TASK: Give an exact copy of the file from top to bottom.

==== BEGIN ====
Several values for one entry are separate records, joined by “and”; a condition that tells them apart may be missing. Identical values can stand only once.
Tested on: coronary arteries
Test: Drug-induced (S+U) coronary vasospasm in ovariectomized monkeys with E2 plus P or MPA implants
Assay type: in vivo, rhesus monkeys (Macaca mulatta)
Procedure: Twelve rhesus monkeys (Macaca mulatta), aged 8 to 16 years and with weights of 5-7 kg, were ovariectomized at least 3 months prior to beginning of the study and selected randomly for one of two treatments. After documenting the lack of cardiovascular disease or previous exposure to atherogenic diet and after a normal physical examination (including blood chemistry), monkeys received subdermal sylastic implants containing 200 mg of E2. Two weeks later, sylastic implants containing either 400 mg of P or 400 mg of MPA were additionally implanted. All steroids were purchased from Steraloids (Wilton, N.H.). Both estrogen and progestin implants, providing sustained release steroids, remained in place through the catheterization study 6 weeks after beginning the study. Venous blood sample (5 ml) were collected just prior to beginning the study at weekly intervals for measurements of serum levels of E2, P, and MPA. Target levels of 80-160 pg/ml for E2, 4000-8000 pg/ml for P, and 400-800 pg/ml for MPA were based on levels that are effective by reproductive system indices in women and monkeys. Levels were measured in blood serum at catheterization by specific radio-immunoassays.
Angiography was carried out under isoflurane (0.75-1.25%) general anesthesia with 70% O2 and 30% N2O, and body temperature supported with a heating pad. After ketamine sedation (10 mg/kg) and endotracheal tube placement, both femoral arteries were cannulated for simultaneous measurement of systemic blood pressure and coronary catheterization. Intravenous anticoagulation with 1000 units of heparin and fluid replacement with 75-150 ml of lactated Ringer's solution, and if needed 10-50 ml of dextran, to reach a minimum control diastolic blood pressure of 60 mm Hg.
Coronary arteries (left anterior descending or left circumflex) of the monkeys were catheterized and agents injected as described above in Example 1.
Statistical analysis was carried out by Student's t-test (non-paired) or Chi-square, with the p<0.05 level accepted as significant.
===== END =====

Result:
Several values for one entry are separate records, joined by “and”; a condition that tells them apart may be missing. Identical values can stand only once.
Tested on: coronary arteries
Test: Drug-induced (S+U) coronary vasospasm in ovariectomized monkeys with E2 plus P or MPA implants
Assay type: in vivo, rhesus monkeys (Macaca mulatta)
Procedure: Twelve rhesus monkeys (Macaca mulatta), aged 8 to 16 years and with weights of 5-7 kg, were ovariectomized at least 3 months prior to beginning of the study and selected randomly for one of two treatments. After documenting the lack of cardiovascular disease or previous exposure to atherogenic diet and after a normal physical examination (including blood chemistry), monkeys received subdermal sylastic implants containing 200 mg of E2. Two weeks later, sylastic implants containing either 400 mg of P or 400 mg of MPA were additionally implanted. All steroids were purchased from Steraloids (Wilton, N.H.). Both estrogen and progestin implants, providing sustained release steroids, remained in place through the catheterization study 6 weeks after beginning the study. Venous blood sample (5 ml) were collected just prior to beginning the study at weekly intervals for measurements of serum levels of E2, P, and MPA. Target levels of 80-160 pg/ml for E2, 4000-8000 pg/ml for P, and 400-800 pg/ml for MPA were based on levels that are effective by reproductive system indices in women and monkeys. Levels were measured in blood serum at catheterization by specific radio-immunoassays.
Angiography was carried out under isoflurane (0.75-1.25%) general anesthesia with 70% O2 and 30% N2O, and body temperature supported with a heating pad. After ketamine sedation (10 mg/kg) and endotracheal tube placement, both femoral arteries were cannulated for simultaneous measurement of systemic blood pressure and coronary catheterization. Intravenous anticoagulation with 1000 units of heparin and fluid replacement with 75-150 ml of lactated Ringer's solution, and if needed 10-50 ml of dextran, to reach a minimum control diastolic blood pressure of 60 mm Hg.
Coronary arteries (left anterior descending or left circumflex) of the monkeys were catheterized and agents injected as described above in Example 1.
Statistical analysis was carried out by Student's t-test (non-paired) or Chi-square, with the p<0.05 level accepted as significant.